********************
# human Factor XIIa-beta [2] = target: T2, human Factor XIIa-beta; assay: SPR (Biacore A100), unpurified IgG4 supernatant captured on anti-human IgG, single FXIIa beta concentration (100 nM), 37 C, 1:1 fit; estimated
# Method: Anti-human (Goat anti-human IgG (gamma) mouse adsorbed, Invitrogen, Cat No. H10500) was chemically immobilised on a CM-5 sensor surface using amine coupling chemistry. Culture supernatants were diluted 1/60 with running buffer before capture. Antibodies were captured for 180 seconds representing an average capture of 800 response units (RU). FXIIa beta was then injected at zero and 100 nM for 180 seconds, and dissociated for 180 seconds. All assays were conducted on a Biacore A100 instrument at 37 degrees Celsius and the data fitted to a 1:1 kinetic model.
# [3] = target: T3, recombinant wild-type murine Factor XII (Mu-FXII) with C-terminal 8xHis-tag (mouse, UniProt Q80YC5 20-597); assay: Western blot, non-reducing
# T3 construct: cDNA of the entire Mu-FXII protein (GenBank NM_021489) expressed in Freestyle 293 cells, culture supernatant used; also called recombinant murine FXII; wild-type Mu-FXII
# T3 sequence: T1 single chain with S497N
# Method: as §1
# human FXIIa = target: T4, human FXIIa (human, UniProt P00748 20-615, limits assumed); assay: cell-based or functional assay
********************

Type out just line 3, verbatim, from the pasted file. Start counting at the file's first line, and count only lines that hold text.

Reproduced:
# [3] = target: T3, recombinant wild-type murine Factor XII (Mu-FXII) with C-terminal 8xHis-tag (mouse, UniProt Q80YC5 20-597); assay: Western blot, non-reducing